Civil Rights

Central Falls elected officials counter sue Wyatt bondholders under ‘Anti-SLAPP law’

In response to a lawsuit from UMB Bank, representing the Wyatt Detention Facility‘s bondholders (aka ‘The Trustees’), elected officials from Central Falls, named in the lawsuit, are countersuing. After the Central Falls Detention Facility Corporation (CFDFC), which oversees the Wyatt, voted to stay a contract with the United States Marshall Service to house United States Immigration and Customs Enforcement (ICE)
Photo for Central Falls elected officials counter sue Wyatt bondholders under ‘Anti-SLAPP law’

Published on April 29, 2019
By Steve Ahlquist

In response to a lawsuit from UMB Bank, representing the Wyatt Detention Facility‘s bondholders (aka ‘The Trustees’), elected officials from Central Falls, named in the lawsuit, are countersuing.

After the Central Falls Detention Facility Corporation (CFDFC), which oversees the Wyatt, voted to stay a contract with the United States Marshall Service to house United States Immigration and Customs Enforcement (ICE) detainees, the bondholders sued. The bondholders named Central Falls Mayor James Diossa, Central Falls City Council President Maria Rivera and Central Falls City Councilors Jonathan Acosta, Hugo Figueroa, Franklin Solano, and Jessica Vega in their lawsuit, as well as members of the CFDFC board.

James Diossa

At issue were public statements from the named elected officials opposing the continuing operation of the Wyatt Detention Facility, and protests the elected officials engaged in.


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In a counter suit filed on April 23, Central Falls City Solicitor Matthew Jerzyk counters that, “the Mayor and Councilmembers have spoken out against the action of the Corporation and the Warden, as is their First Amendment right to do so.”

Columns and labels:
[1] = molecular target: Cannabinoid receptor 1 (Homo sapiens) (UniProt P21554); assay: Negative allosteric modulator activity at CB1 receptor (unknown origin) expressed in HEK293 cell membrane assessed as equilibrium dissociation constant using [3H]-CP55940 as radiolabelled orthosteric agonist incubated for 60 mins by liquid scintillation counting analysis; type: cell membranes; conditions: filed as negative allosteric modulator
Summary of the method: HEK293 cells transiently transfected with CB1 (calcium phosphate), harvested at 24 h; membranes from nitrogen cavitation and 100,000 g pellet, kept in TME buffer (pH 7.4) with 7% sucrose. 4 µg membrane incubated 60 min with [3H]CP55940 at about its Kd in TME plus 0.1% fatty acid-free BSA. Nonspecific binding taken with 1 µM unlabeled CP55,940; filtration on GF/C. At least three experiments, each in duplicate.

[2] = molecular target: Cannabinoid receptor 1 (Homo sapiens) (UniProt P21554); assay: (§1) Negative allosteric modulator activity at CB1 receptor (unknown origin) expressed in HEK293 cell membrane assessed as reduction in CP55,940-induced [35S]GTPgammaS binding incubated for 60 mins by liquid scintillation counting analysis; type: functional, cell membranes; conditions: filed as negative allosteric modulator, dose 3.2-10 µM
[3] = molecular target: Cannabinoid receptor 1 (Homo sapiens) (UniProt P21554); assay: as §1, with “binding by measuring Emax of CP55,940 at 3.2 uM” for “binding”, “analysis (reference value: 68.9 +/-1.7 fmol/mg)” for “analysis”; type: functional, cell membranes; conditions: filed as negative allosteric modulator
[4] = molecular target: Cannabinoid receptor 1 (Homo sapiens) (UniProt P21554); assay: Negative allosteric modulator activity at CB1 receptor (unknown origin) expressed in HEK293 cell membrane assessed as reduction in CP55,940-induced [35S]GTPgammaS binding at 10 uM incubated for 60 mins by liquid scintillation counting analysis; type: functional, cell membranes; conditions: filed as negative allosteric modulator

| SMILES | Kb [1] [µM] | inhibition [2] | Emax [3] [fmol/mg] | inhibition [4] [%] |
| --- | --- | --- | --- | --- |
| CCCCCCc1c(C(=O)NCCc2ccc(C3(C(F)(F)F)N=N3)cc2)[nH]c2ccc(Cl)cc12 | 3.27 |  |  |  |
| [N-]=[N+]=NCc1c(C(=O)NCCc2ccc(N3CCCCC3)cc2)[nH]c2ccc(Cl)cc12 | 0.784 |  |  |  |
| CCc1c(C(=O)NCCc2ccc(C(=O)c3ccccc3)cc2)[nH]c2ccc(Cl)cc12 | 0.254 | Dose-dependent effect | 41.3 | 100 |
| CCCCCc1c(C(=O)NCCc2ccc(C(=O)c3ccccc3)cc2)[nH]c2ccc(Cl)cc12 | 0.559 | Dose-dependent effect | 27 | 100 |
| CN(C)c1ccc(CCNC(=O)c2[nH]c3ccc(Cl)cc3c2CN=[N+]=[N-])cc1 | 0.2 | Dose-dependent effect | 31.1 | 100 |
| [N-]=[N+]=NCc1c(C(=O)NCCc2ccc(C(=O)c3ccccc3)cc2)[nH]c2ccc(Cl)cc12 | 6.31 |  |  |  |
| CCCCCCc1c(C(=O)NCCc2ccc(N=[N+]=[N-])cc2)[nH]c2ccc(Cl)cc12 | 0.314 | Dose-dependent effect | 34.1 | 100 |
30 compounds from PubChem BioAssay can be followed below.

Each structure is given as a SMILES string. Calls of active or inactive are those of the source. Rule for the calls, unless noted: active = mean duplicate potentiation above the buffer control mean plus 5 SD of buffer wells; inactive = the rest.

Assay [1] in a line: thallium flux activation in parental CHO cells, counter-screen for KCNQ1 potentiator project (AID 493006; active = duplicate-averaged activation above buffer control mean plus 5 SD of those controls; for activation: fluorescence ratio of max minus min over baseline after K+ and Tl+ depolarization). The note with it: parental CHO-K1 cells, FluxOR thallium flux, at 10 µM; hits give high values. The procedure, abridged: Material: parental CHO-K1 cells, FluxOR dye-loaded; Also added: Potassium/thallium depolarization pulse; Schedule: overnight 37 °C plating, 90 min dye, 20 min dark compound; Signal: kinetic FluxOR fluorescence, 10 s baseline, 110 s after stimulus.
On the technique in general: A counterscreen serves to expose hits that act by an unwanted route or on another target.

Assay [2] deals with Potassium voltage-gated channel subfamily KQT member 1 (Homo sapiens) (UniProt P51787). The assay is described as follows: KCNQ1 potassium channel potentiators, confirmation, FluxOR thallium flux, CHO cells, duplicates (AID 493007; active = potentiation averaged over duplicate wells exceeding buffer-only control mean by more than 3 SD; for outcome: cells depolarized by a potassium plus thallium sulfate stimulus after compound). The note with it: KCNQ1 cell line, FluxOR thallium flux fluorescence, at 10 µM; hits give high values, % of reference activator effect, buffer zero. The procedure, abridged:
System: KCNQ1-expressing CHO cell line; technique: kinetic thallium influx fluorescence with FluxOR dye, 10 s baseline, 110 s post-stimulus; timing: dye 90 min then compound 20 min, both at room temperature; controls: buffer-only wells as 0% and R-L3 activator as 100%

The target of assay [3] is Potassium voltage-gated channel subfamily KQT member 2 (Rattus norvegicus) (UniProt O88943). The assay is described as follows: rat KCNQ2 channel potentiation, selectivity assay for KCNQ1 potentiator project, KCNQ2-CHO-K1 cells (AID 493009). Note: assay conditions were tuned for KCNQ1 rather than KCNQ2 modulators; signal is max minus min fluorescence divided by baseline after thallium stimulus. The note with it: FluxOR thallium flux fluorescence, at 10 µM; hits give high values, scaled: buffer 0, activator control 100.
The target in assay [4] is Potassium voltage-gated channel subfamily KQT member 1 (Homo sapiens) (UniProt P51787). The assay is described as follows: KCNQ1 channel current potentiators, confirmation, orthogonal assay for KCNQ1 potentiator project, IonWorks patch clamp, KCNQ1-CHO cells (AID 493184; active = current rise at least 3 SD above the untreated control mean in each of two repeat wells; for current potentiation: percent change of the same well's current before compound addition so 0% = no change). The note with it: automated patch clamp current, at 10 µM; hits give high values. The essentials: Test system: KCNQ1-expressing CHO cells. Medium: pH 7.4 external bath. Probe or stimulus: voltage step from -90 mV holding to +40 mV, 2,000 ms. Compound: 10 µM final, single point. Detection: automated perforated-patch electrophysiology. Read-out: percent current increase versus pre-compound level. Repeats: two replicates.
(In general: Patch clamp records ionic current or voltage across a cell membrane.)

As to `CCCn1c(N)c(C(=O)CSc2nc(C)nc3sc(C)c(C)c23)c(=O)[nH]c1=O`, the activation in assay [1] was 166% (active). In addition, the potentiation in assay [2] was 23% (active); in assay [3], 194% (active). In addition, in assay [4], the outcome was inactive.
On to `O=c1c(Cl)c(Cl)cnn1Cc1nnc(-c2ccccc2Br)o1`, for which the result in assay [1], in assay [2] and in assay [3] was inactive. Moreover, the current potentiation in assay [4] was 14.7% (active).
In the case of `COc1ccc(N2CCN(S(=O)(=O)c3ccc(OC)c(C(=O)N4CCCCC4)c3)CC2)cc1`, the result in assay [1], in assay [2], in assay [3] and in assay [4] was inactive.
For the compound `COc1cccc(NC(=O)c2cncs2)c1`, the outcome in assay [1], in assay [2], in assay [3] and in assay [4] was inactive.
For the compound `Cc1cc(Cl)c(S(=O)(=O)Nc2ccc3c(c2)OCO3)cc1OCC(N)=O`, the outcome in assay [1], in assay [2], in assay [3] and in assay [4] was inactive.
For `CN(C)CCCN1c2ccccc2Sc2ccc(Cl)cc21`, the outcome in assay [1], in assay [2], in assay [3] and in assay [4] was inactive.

The counter suit continues:

“The words of Mayor Diossa and actions of the Councilmembers have had no direct impact on the Trustee, the bondholders, the United States Marshall Service contract, or the Corporation. City leaders have merely spoken out against the Corporation on a policy level and the resolutions passed by the Council are symbolic expressions of disagreement with no legal effect.

“The Trustee’s counts filed against the City, Mayor Diossa, and the Councilmembers are meant to silence the First Amendment expression of Mayor Diossa, and the Councilmembers who are speaking on a matter of public concern on behalf of the community they serve regarding an instrumentality and agency of the City.

“This is precisely the type of speech that is protected by G.L. 1956 § 9-33-1.

“The Trustee’s threat of litigation and damages of $130,000,000.00 is intended to intimidate and pressure Mayor Diossa and the Councilmembers to silence their statements against the Corporation.

“The Trustee’s suit is brought in violation of G.L. 1956 § 9-33-1 et seq., commonly known as the state’s “Anti-SLAPP” law.

“Mayor Diossa’s and the Councilmembers’ exercise of their right of free speech under the United States or Rhode Island constitutions in connection with a matter of public concern, namely the detention on the ICE asylum-seeking detainee’s held at the Wyatt, are conditionally immune from the Trustee’s civil claims.”

The lawsuit is seeking attorney fees, costs and damages.


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